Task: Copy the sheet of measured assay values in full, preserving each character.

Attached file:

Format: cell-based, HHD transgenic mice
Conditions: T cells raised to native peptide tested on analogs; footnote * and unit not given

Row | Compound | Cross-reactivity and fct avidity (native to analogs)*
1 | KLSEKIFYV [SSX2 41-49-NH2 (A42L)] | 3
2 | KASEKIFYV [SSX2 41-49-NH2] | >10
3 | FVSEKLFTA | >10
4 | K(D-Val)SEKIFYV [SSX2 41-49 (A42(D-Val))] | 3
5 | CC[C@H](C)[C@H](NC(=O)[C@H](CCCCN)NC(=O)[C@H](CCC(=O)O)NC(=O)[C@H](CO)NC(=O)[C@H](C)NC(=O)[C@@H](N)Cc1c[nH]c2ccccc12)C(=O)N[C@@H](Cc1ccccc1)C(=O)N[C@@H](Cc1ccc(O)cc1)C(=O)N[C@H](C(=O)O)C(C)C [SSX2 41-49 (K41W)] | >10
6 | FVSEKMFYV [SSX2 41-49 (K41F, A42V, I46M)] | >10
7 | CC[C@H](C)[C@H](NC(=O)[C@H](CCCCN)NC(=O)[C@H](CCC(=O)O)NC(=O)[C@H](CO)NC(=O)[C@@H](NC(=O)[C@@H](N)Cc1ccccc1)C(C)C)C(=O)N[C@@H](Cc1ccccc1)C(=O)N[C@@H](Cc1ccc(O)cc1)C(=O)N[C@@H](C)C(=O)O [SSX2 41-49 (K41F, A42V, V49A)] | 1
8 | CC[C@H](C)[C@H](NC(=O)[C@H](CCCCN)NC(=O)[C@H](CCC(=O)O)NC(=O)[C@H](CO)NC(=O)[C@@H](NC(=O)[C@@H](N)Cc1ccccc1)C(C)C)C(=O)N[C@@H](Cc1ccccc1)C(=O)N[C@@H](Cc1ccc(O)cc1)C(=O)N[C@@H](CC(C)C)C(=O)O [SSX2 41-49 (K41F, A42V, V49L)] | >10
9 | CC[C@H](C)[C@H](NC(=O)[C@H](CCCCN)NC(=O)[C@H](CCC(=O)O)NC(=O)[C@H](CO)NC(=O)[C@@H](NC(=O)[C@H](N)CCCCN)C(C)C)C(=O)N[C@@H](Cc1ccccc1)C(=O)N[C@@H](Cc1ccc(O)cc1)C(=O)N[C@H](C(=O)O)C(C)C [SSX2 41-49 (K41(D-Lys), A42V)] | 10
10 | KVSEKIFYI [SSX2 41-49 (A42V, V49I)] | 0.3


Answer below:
Format: cell-based, HHD transgenic mice
Conditions: T cells raised to native peptide tested on analogs; footnote * and unit not given

Row | Compound | Cross-reactivity and fct avidity (native to analogs)*
1 | KLSEKIFYV [SSX2 41-49-NH2 (A42L)] | 3
2 | KASEKIFYV [SSX2 41-49-NH2] | >10
3 | FVSEKLFTA | >10
4 | K(D-Val)SEKIFYV [SSX2 41-49 (A42(D-Val))] | 3
5 | CC[C@H](C)[C@H](NC(=O)[C@H](CCCCN)NC(=O)[C@H](CCC(=O)O)NC(=O)[C@H](CO)NC(=O)[C@H](C)NC(=O)[C@@H](N)Cc1c[nH]c2ccccc12)C(=O)N[C@@H](Cc1ccccc1)C(=O)N[C@@H](Cc1ccc(O)cc1)C(=O)N[C@H](C(=O)O)C(C)C [SSX2 41-49 (K41W)] | >10
6 | FVSEKMFYV [SSX2 41-49 (K41F, A42V, I46M)] | >10
7 | CC[C@H](C)[C@H](NC(=O)[C@H](CCCCN)NC(=O)[C@H](CCC(=O)O)NC(=O)[C@H](CO)NC(=O)[C@@H](NC(=O)[C@@H](N)Cc1ccccc1)C(C)C)C(=O)N[C@@H](Cc1ccccc1)C(=O)N[C@@H](Cc1ccc(O)cc1)C(=O)N[C@@H](C)C(=O)O [SSX2 41-49 (K41F, A42V, V49A)] | 1
8 | CC[C@H](C)[C@H](NC(=O)[C@H](CCCCN)NC(=O)[C@H](CCC(=O)O)NC(=O)[C@H](CO)NC(=O)[C@@H](NC(=O)[C@@H](N)Cc1ccccc1)C(C)C)C(=O)N[C@@H](Cc1ccccc1)C(=O)N[C@@H](Cc1ccc(O)cc1)C(=O)N[C@@H](CC(C)C)C(=O)O [SSX2 41-49 (K41F, A42V, V49L)] | >10
9 | CC[C@H](C)[C@H](NC(=O)[C@H](CCCCN)NC(=O)[C@H](CCC(=O)O)NC(=O)[C@H](CO)NC(=O)[C@@H](NC(=O)[C@H](N)CCCCN)C(C)C)C(=O)N[C@@H](Cc1ccccc1)C(=O)N[C@@H](Cc1ccc(O)cc1)C(=O)N[C@H](C(=O)O)C(C)C [SSX2 41-49 (K41(D-Lys), A42V)] | 10
10 | KVSEKIFYI [SSX2 41-49 (A42V, V49I)] | 0.3